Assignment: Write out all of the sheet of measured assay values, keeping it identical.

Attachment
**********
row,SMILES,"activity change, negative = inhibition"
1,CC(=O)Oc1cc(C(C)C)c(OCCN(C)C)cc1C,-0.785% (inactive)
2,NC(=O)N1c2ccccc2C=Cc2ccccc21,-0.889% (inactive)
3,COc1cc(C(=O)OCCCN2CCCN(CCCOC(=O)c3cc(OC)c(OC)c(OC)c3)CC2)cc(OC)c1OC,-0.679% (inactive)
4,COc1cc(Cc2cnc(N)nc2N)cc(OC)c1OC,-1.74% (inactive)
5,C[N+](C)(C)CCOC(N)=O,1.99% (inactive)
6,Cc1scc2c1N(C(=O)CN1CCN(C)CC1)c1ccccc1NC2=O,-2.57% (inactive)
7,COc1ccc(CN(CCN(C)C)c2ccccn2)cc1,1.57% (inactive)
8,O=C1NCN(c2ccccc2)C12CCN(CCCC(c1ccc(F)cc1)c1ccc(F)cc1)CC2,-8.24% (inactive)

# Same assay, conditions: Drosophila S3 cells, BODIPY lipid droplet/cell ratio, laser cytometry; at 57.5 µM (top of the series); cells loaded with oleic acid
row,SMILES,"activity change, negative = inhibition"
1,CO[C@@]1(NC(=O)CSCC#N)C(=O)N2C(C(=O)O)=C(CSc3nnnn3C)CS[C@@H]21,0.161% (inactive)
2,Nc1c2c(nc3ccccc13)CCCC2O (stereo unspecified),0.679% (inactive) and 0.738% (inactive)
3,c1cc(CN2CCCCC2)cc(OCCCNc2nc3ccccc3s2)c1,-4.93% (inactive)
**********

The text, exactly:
row,SMILES,"activity change, negative = inhibition"
1,CC(=O)Oc1cc(C(C)C)c(OCCN(C)C)cc1C,-0.785% (inactive)
2,NC(=O)N1c2ccccc2C=Cc2ccccc21,-0.889% (inactive)
3,COc1cc(C(=O)OCCCN2CCCN(CCCOC(=O)c3cc(OC)c(OC)c(OC)c3)CC2)cc(OC)c1OC,-0.679% (inactive)
4,COc1cc(Cc2cnc(N)nc2N)cc(OC)c1OC,-1.74% (inactive)
5,C[N+](C)(C)CCOC(N)=O,1.99% (inactive)
6,Cc1scc2c1N(C(=O)CN1CCN(C)CC1)c1ccccc1NC2=O,-2.57% (inactive)
7,COc1ccc(CN(CCN(C)C)c2ccccn2)cc1,1.57% (inactive)
8,O=C1NCN(c2ccccc2)C12CCN(CCCC(c1ccc(F)cc1)c1ccc(F)cc1)CC2,-8.24% (inactive)

# Same assay, conditions: Drosophila S3 cells, BODIPY lipid droplet/cell ratio, laser cytometry; at 57.5 µM (top of the series); cells loaded with oleic acid
row,SMILES,"activity change, negative = inhibition"
1,CO[C@@]1(NC(=O)CSCC#N)C(=O)N2C(C(=O)O)=C(CSc3nnnn3C)CS[C@@H]21,0.161% (inactive)
2,Nc1c2c(nc3ccccc13)CCCC2O (stereo unspecified),0.679% (inactive) and 0.738% (inactive)
3,c1cc(CN2CCCCC2)cc(OCCCNc2nc3ccccc3s2)c1,-4.93% (inactive)